For a relationship that has taken place entirely on audio, with very little groundwork from the Torchwood television series to work off, it’s incredible how far Big Finish has taken the combination of Dr Owen Harper and PC Andy Davidson. And while Burn Gorman and Tom Price are sure to want to work together again, and dip into an earlier point in their characters’ lives, the release of Gooseberry seems like a natural (and emotional) conclusion to their time together.
Gooseberry begins with Andy introducing his girlfriend Caite to Owen, and a few fairly serious things become apparent.
- Andy is genuinely happy with his life and totally in love (and rocking a beard, according to the cover art).
- Andy is also punching above in his love life.
- Cait has a deadly secret that Owen can’t resist.
Get ready to witness the ever-loveable PC Andy having his heart broken by his girlfriend and one of his best friends over the course of the next hour. And not even nicely: this is peak b*stard Owen.
This is set towards the very end of Owen’s life, as in, this is actually dead Owen inside and out, but the story takes place over several weeks or even months as it tracks the relationship and the ever messier involvement Owen has in it once he meets Caite.
Blair Mowat’s score is a combination of his usual brilliant original numbers as well as music that totally captures the feel of Series 2, and Owen’s Theme is used here when we hit some real low points for the character.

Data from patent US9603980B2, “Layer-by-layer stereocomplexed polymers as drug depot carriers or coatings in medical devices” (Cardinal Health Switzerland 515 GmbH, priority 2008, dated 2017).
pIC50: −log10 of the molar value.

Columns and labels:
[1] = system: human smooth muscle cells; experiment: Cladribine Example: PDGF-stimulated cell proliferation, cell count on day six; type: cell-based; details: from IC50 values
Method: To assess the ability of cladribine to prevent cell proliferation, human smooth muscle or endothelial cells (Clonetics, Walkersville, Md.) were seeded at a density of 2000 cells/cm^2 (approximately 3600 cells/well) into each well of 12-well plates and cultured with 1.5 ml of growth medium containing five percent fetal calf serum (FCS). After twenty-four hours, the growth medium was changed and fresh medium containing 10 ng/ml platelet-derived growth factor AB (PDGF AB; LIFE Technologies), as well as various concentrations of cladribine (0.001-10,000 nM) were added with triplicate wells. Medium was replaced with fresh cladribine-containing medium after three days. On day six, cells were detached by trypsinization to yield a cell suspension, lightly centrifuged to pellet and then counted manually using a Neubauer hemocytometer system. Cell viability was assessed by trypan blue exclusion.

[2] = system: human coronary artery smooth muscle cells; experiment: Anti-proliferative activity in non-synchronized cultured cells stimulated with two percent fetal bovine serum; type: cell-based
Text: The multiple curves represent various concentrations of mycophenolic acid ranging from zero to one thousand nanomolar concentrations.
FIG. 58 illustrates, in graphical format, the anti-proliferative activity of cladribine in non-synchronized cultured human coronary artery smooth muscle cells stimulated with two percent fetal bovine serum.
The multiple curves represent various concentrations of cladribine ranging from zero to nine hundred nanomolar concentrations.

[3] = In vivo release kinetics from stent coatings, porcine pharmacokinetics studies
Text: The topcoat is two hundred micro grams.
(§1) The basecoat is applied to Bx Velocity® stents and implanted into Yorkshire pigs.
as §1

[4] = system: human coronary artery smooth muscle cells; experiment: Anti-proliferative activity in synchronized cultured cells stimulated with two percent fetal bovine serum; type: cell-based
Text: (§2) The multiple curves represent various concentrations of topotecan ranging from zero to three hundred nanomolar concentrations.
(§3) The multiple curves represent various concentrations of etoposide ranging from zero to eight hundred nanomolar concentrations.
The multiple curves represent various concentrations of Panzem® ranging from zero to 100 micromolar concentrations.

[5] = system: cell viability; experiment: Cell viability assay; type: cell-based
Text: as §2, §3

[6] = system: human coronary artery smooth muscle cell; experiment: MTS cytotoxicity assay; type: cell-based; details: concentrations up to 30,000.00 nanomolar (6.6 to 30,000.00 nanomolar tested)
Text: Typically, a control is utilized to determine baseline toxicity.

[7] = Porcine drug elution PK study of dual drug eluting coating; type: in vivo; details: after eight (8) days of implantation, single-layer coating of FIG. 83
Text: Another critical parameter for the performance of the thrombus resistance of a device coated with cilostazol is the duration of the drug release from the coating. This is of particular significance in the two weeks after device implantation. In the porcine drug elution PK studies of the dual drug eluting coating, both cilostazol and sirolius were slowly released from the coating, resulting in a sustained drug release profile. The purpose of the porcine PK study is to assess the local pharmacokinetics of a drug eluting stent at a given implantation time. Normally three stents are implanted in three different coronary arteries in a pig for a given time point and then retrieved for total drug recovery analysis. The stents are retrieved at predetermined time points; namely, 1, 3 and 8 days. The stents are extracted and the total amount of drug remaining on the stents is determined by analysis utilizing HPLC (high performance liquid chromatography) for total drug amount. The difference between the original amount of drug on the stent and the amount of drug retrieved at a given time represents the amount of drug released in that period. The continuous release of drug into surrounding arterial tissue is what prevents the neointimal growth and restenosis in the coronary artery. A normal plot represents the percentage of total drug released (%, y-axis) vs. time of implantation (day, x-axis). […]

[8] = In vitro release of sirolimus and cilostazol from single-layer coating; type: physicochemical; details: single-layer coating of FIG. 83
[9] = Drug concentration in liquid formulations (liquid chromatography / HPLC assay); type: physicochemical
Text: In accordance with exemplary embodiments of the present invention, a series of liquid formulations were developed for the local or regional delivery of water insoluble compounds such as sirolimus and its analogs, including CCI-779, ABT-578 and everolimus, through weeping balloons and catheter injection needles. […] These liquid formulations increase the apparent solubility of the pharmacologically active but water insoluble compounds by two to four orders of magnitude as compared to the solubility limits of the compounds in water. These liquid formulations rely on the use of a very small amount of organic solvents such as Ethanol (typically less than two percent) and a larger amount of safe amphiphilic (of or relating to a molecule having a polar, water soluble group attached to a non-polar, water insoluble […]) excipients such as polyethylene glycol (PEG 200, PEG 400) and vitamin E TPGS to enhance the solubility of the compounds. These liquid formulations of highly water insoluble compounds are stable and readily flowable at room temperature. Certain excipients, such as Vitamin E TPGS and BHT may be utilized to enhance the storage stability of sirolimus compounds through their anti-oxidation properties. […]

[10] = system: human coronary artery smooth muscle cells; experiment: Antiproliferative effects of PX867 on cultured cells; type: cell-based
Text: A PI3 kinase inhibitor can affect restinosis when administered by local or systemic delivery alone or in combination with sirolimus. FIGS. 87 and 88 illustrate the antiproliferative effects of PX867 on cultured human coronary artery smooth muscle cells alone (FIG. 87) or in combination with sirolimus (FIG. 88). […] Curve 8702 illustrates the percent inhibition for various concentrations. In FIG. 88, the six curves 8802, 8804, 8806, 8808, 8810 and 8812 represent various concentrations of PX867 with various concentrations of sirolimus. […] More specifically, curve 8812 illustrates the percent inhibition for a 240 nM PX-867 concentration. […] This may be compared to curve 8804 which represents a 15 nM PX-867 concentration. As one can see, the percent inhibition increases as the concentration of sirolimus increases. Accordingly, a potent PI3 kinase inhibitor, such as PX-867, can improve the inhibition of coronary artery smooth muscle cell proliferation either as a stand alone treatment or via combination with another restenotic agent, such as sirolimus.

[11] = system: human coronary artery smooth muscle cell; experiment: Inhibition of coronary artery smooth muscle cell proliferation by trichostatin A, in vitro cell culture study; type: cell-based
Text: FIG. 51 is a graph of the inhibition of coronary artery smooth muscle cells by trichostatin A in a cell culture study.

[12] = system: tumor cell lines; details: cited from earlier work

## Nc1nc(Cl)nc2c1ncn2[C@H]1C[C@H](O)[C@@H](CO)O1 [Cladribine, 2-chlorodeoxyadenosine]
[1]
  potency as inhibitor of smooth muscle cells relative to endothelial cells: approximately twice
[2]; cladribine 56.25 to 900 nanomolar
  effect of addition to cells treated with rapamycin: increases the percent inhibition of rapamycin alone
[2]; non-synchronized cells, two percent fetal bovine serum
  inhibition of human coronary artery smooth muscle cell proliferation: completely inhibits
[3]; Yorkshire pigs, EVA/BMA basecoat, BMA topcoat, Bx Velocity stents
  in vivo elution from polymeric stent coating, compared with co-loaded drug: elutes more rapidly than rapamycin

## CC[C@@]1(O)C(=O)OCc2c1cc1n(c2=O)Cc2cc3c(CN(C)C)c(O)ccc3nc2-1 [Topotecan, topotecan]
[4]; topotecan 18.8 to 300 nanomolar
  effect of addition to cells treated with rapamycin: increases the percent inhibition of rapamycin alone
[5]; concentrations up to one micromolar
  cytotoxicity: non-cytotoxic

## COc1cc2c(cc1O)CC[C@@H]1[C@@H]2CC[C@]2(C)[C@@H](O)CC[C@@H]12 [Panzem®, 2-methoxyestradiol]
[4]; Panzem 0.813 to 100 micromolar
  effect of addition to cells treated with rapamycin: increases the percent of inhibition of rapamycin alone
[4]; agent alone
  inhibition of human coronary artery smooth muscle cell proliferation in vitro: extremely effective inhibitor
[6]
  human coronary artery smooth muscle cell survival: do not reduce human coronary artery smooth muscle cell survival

It’s a ridiculously fast-paced tale; so much so that it feels like you’ve already had a full episode of action after 18 minutes, which only then gets you more excited to hear the rest because this story takes Owen to the very edge.
It starts with Owen and Caite holding hands, then sharing food, then sharing phone messages and eventually engaging in illicit road-side activities that are all unknown to Andy. I’m sure reading this is making you think the very worst of Owen, but it’s so much different than that and beyond it too. It will test any Owen fan’s enjoyment of the character, but then it’s a great performance with a script that is so totally in-character for him that it’s very enjoyable in the most painful of ways.
Lois Chimimba does a brilliant job as Caite, bouncing off her co-stars incredibly and with different levels of intimacy and also convincingly sounding like she’s friends with some of the other Torchwood Three members too (not that she’s to know they’re Torchwood).
This story straddles several genres, some very rarely explored in Big Finish’s output, and the most potent one is that of an affair. But again, it’s not what you think it is. It’s just using those dramatic tropes of ‘I hope my partner doesn’t find out’ and all the close shaves to build on a bigger story. And the music does get a bit broody for some of those moments.
Gorman gets to act some incredibly physical pages of script in this, which leaves all involved a bit flustered, and it does contrast with Price’s continued mission to have ‘Poirot’ moments where Andy is more detective than PC or sergeant in his audio appearances these days (although I’m sure Poirot has walked in on shenanigans at least once in his investigations).
It’s hard to pick a highlight from this release, because every part of the production is turned up to 11; even the supporting cast who feel like they’ve been seen before despite portraying totally new characters, and the sci-fi metaphors for very human moments and problems are clever, funny intense and most importantly Torchwood.
A must buy for fans of the franchise on audio.
Torchwood: Gooseberry is out now from Big Finish.